Brussels - Post Report Question and Answers

What types of jobs do most expatriate spouses/partners have? Locally based or telecommuting? Full-time or part-time? Can you comment on local salary scales?

There is a way to get approved to work on the local economy, which some people do; the embassy will help you with the process. Takes a couple months. - Feb 2023

US expat spouses often worked at one of the three embassies. Some worked at international schools, others in the local economy. - Jan 2022

Most spouses work through the Embassy because Belgium has weird laws regarding taxes and working on the economy. There are almost no part-time positions available for spouses at the Embassy. - Oct 2021

It is hard to compete with locals in Brussels who speak at least three languages. EFMs usually work within the Tri-mission or in the international schools. If you are desperate to work you will find a job. - Sep 2020

EFM jobs at embassy are easiest jobs, a few people work at schools. Local work permits are complicated and the US telework situation is potentially complicated as well. - Sep 2020

Most spouses who want jobs at the embassy can find one. It's hard to find a local job because typically you need to be fluent in French and Dutch. We do have a bilateral work agreement, but it's probably very difficult to find a job here. Local salaries are high but so are taxes. Some spouses telecommute to jobs back in the U.S. - Mar 2020

Very hard to get permit to work locally. Most people I know who have tried have taken minimum six months. Not worth it to try to work on the local economy as Belgians pay almost 50% of their checks in taxes. - Feb 2019

There are MANY family member positions at the mission. I don't know more than that. - Feb 2019

They require local permits to work, so very few jobs for spouses outside of the embassy. - May 2018

There are +/-50 EFM positions available within the Tri-Missions. Working on the local economy requires a work permit or a professional card for free-lancers. The MFA will not accept a work permit request prior to arrival at post and the process may take up to 2 months. It is permissible to actively seek employment and interview for positions while waiting for the permit but work on the local economy cannot begin without this document. - Dec 2016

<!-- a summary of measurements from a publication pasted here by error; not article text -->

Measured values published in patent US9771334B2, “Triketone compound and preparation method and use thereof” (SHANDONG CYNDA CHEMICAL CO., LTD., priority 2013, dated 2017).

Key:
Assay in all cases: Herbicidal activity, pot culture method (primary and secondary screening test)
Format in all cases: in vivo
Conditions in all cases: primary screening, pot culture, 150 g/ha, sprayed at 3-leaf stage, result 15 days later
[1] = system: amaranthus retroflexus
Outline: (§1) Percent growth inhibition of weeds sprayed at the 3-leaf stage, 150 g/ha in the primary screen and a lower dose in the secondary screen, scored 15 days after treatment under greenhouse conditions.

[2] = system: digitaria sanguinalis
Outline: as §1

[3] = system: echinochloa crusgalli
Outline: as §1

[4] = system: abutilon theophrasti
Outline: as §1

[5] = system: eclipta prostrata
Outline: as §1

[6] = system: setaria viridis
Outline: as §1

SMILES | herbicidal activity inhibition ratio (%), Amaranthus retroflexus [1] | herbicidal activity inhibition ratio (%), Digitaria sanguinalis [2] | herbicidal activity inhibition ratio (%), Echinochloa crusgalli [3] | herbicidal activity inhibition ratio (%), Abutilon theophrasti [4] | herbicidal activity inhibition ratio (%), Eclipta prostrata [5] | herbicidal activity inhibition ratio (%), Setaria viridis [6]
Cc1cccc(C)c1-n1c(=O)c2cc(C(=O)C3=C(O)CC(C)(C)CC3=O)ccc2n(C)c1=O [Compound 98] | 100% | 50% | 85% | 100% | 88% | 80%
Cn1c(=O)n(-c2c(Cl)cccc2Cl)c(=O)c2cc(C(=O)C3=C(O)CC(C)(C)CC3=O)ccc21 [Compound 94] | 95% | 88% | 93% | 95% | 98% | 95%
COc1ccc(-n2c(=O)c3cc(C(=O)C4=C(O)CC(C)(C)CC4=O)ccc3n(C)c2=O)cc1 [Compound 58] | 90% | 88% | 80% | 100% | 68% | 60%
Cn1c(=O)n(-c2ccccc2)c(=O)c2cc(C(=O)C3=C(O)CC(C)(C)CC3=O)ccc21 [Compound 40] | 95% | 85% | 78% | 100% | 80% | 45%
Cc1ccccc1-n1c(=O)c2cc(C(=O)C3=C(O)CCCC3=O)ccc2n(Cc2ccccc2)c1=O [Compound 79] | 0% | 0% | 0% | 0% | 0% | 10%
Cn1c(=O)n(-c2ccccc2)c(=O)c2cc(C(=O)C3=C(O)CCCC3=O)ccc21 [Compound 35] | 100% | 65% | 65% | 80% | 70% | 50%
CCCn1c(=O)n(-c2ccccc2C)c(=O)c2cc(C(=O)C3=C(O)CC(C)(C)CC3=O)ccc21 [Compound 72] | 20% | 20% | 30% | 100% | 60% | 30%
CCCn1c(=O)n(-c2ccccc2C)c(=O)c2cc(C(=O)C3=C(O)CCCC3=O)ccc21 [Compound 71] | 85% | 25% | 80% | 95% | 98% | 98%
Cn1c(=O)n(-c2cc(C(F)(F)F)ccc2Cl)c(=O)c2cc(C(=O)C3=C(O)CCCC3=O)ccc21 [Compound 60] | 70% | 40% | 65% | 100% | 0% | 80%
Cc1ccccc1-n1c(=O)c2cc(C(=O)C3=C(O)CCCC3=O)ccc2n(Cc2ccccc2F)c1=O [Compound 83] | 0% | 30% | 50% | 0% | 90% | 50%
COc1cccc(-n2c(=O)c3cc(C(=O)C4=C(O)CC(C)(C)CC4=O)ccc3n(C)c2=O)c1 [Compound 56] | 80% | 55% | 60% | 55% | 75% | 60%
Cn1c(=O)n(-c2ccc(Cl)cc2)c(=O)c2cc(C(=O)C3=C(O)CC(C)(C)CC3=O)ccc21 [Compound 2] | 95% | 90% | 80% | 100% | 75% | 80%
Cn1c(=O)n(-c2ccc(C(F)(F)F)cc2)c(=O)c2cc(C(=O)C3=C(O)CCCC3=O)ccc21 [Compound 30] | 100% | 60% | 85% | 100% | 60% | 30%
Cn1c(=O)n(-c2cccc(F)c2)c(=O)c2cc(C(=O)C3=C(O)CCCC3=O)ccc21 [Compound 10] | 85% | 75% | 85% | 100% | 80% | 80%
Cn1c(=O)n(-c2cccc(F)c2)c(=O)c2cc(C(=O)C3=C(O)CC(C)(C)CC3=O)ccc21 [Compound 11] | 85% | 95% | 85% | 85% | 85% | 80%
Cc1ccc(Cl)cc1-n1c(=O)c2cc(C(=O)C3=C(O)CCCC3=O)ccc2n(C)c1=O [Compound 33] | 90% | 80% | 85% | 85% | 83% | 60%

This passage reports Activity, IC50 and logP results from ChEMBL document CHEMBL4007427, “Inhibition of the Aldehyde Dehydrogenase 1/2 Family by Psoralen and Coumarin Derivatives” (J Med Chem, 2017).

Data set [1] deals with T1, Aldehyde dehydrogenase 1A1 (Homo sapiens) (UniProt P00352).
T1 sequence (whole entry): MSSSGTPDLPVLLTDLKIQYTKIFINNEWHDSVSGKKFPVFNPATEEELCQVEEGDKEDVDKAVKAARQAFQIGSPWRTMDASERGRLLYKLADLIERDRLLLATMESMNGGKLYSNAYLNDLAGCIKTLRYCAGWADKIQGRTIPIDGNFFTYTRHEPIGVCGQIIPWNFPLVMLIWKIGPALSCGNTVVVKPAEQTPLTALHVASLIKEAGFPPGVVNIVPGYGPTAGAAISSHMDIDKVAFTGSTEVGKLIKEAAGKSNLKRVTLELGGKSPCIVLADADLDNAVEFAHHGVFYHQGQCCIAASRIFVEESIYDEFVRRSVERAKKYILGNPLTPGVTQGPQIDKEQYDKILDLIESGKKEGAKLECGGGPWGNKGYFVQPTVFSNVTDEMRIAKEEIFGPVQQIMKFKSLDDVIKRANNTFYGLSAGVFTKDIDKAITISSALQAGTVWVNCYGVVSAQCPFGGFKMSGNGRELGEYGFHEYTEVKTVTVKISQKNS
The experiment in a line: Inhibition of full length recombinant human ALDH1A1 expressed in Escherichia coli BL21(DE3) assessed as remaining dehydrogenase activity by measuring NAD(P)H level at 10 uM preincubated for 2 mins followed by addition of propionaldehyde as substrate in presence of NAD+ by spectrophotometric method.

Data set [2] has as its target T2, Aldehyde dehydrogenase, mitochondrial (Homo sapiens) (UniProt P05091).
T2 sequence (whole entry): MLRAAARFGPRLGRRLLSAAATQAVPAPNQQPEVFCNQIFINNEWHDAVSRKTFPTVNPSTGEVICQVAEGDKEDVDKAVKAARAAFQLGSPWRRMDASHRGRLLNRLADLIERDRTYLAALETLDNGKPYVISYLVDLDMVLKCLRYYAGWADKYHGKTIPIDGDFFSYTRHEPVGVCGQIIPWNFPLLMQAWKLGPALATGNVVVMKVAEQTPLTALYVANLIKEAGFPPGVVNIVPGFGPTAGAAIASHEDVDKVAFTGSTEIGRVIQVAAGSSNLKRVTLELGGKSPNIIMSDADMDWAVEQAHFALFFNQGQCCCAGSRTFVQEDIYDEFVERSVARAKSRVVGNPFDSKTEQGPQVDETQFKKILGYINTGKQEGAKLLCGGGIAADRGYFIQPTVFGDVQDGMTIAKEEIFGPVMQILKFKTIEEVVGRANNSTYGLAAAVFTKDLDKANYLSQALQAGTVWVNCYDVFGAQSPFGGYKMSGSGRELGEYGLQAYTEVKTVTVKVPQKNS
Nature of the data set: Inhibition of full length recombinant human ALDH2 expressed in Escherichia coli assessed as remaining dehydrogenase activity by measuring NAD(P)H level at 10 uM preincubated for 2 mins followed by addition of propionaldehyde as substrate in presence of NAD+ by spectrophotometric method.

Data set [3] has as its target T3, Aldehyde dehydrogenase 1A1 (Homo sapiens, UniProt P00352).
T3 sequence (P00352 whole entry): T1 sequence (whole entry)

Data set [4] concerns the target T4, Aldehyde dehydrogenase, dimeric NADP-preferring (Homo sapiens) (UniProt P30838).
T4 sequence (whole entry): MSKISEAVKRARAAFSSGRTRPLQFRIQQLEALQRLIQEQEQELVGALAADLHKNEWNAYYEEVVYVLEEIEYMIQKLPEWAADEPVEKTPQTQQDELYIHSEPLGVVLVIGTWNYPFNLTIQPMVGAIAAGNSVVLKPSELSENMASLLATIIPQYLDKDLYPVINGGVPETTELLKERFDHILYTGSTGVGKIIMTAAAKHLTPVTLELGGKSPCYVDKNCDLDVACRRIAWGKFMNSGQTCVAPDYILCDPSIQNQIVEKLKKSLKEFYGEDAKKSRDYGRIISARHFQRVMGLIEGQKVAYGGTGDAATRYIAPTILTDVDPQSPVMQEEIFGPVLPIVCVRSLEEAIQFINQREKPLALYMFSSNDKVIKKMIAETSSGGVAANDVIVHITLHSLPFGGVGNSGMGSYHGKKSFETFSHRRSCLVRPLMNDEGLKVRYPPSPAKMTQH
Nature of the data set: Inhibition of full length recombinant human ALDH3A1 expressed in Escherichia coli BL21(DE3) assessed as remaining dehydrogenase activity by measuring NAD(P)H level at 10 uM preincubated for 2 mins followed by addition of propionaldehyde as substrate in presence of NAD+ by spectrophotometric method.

Some but it requires a ream of paperwork. - Aug 2014

Possibly. For the more professional types probably. For those who are multilingual, most definitely. For regular joes like me with no professional leanings and no desire to work at the embassy, not really. - Jul 2014

There are a few people I know who have been able to find work locally but not too many. Most jobs require not only English and French but also Dutch. - Apr 2014

Both French and Dutch are often needed to obtain work on the local market, but U.S. government family members have lots of options at the Tri-Missions. - Jan 2014

Not on the local economy, and work permits seem difficult. - Jan 2014

Yes, but a work permit can be a lengthy wait (2-4 mos). - Oct 2012

Totally. Lots of international organisations, business, NGOs, lobby groups, thinktanks if you have skills. If you are unskilled, pretty hard,as for retail/clerical jobs you'll often need French and Dutch, if not also English. - May 2012

There are quite a few jobs available in the Tri-Mission - Jan 2012

Yes, if you speak French and Dutch. - Aug 2011

Unless you are multi-lingual or incredibly experienced, Brussels is stuffed with high-educated, very international, multi-lingual folks. However, there are Volunteer opportunities with Relay for Life, Girl Scouts, at the Int'l Schools, at refugee centers, with Serve the City and many other NGOs abound. But paying work is hard to come by as it is VERY competitive. - Jul 2011

Not onless you (a) speak fluent French and Flemish or (b) can get a job with EU or NATO or an embassy. - Jun 2011

Yep. - Jun 2010

Yes. - Jun 2010

Yes, especially if you speak French. - Mar 2010

Yes. There are many international companies and organizations that hire expats. - Jul 2009


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